I've got here a slight twist on traditional dim-sum, using cabbage leaves instead of gyoza/potsticker wrappers or wonton skins. It's a lot lighter and fresher, and makes for a welcome change from the indulgent treats around this period, especially if you, like me, are feeling under the weather lately.

Steamed Cabbage Dim-Sum Dumplings
Makes 10 cabbage rolls
5 large cabbage leaves (I used a January King, wrinkly savoy would be pretty too)
300g free-range british pork mince
1 bunch of spring onions, finely chopped
1/2" piece of ginger, finely chopped
1 tbsp good soy sauce (traditionally brewed and fermented)
1 tsp toasted sesame oil
generous dash of white pepper

Dipping sauce
2 tbsp good soy sauce
2 tbsp black rice vinegar
(opt, not for the s) chilli oil

1. In a large bowl, mix the ginger, soy sauce, pepper and sesame oil with the pork, stirring vigorously in one direction till the mixture comes together. Gather the ball of mixture and slap it back down into the bowl repeatedly. These tips are important! They will result in a better springier texture.

Stir in the spring onions after that or they get mushed up (I realised this from experience) then leave to marinade.

2. Bring a large pot of salted water to the boil, and blanch the cabbage leaves so they become more flexible and easy to work with. Refresh in cold water and pat dry. Slice each leaf into half, removing the hard stalk in the meanwhile (don't waste, just pop into your mouth;)

3. To wrap, place 1 tbsp of filling in the centre of the leaf wrapper. Bring the bottom up, the sides together, and then roll away from you, till you get a nice tight cabbage roll.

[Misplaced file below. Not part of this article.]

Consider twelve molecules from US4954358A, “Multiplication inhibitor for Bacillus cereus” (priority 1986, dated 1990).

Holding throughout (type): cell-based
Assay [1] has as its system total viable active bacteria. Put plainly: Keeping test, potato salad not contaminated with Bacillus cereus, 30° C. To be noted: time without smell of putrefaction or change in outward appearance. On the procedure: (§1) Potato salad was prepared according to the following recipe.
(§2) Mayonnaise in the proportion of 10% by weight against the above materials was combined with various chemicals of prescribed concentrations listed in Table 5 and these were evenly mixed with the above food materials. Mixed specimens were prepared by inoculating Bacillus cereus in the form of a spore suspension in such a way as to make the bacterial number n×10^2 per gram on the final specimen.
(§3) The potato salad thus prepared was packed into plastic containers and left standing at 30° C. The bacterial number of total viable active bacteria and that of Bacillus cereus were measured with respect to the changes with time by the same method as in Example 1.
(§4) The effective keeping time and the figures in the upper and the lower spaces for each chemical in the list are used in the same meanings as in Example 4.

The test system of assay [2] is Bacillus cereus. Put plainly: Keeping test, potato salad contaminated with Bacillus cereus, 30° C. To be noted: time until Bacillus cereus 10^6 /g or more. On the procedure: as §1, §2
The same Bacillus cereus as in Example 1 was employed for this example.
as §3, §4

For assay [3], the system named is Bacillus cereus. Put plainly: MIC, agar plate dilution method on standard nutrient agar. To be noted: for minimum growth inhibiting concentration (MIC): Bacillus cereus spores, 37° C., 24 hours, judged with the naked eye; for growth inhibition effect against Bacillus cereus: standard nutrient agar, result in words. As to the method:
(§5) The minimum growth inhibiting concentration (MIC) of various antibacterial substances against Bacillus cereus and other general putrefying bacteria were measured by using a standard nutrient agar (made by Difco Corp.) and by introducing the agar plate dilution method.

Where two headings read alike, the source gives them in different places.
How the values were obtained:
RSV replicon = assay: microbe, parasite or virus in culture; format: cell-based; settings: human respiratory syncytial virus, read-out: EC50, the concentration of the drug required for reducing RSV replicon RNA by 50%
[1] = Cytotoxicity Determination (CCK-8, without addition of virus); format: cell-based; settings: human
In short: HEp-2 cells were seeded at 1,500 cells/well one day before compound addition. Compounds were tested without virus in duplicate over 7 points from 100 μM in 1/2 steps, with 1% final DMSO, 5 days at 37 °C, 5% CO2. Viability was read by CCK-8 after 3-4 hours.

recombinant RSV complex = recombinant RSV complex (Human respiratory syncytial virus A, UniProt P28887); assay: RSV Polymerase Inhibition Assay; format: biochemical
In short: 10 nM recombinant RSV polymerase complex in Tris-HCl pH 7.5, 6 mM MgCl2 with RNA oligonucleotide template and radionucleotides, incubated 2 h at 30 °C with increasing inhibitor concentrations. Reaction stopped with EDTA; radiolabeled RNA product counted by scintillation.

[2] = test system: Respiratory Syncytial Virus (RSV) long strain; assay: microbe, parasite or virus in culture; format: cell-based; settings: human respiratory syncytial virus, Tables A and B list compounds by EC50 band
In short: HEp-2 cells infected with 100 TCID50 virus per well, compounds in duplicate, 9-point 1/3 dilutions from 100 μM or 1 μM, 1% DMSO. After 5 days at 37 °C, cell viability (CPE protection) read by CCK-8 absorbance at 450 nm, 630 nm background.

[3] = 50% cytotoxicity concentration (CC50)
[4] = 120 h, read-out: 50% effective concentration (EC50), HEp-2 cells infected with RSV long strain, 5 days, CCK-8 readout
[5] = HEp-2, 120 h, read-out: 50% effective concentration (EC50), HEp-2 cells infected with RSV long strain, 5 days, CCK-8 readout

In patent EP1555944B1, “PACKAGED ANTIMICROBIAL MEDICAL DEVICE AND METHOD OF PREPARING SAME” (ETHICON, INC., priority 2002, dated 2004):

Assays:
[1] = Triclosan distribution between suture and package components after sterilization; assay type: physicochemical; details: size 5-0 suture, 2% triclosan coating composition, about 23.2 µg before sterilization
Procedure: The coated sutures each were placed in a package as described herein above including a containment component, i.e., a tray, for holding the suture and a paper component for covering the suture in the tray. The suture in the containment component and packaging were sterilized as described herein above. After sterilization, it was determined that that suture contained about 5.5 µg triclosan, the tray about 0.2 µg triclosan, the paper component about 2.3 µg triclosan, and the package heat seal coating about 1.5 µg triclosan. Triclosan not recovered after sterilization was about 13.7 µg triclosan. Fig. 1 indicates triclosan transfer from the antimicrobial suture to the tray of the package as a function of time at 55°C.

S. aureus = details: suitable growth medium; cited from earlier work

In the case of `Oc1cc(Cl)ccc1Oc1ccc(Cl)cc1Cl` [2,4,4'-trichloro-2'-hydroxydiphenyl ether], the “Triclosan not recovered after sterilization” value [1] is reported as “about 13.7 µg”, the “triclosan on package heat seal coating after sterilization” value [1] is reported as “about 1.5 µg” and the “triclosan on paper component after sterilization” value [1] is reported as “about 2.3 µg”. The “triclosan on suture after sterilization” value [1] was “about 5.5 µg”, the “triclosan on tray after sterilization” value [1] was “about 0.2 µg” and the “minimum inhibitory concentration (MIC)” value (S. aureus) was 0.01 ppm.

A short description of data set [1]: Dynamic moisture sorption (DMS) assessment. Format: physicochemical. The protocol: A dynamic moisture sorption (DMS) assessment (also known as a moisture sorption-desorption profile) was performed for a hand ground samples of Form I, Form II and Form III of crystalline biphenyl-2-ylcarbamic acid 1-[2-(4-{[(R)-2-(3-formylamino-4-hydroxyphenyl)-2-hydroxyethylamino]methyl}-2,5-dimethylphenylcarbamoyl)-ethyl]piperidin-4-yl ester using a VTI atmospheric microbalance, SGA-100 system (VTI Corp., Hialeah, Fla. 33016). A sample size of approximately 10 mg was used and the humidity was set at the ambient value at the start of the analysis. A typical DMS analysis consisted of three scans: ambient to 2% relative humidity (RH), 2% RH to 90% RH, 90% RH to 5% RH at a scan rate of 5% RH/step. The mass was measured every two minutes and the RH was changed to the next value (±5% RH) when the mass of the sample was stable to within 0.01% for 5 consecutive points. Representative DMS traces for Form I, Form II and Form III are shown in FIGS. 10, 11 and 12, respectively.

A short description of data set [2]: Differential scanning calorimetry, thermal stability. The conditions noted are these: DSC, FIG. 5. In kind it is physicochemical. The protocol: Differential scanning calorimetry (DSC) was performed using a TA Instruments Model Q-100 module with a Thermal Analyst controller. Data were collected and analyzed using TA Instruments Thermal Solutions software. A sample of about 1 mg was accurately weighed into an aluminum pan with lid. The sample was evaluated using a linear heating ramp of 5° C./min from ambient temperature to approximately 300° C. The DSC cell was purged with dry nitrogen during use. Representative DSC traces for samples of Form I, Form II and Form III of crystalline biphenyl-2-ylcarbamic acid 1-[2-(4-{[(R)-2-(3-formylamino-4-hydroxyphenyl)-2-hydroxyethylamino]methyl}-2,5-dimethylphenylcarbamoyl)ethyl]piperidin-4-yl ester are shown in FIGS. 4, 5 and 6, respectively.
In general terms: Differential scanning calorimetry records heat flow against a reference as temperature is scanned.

4. Arrange the cabbage dumplings on a lined bamboo steamer, or you can simply use a plate set over a steaming rack. Steam for 8-10 min till cooked.

5. Serve warm with the soy-vinegar dipping sauce.

I think the savoy cabbage really just begs to be stuffed, its large, beautifully wrinkled leaves serving as the perfect wrap, but you can use any cabbage really. The leaves become really soft and delicate after steaming, so you can easily bite through into the savoury, juicy pork-and-spring-onion filling. And the super simple vinegar soy dipping sauce just adds that bit of acidity which complements each bite really well, I think it'd be nicer with shreds of ginger in it too actually.

You can of course stuff it with your filling of choice. Prawns, maybe water chestnuts or something crunchy, and if you want to use chicken, make sure it's kind of fatty, i.e. not breast meat. I've done something similar before in spring with collard greens, "pseudo-lmades"; they're larger so I stuffed them with rice, toasted nuts, sweet raisins and lots of fresh herbs, but anyway, this is just so you know you can really stuff these cabbage dumplings with whatever you want!

Happy Chinese New Year, may it be filled with food, prosperity (definitely need a bit of this after the laptop repair), health, happiness, and more food (:

I'm also happy to add that this recipe appears in this month's Flavour magazine!

Tuesday, 10 January 2012

Kimchi Pheasant Pot-Roast

This is the reason why I made a new batch of kimchi the other day; the last of my 2 month-old mature kimchi went into this pheasant pot-roast.

I'm still relatively new to game, having grown up in a country where the closest we get to shooting season is when the government sends pest-management people to shoot crows. I tried venison recently, loved it, and now am on to the next least scary one on the list of game meats (see below). It's not very expensive either, plus I pretty much got it free (job perks heh). Pheasant really does remind me of a smaller chicken, but with much leaner meat and a slightly gamey smell to it, which was why I decided to braise it with the powerful spicy and tangy kimchi and kimchi juice. As with most things I'm unsure about, I went the easy way, low and slow, and the results were deliciously tender.

Photo from 2 years ago, when I first came to borough market.
I didn't know they were meant to be eaten.

Kimchi Pheasant Pot-Roast
serves 2
1 pheasant
1 large onion, sliced
3 cloves garlic, smashed
3 pieces of ginger
1 cup chopped kimchi+ 1 cup kimchi juices
4 tbsp groundnut oil
unrefined sea salt, white pepper

1. Preheat oven to 150 degrees celsius.
2. Place a heavy-bottomed casserole pot over the stove. Add the oil and when the oil is hot, add the pheasant to brown, until golden all over, about 10 min.

3. Set aside. Add the onions and garlic and stir-fry till softened and fragrant. Add the kimchi to the pot and stir-fry for a couple min more.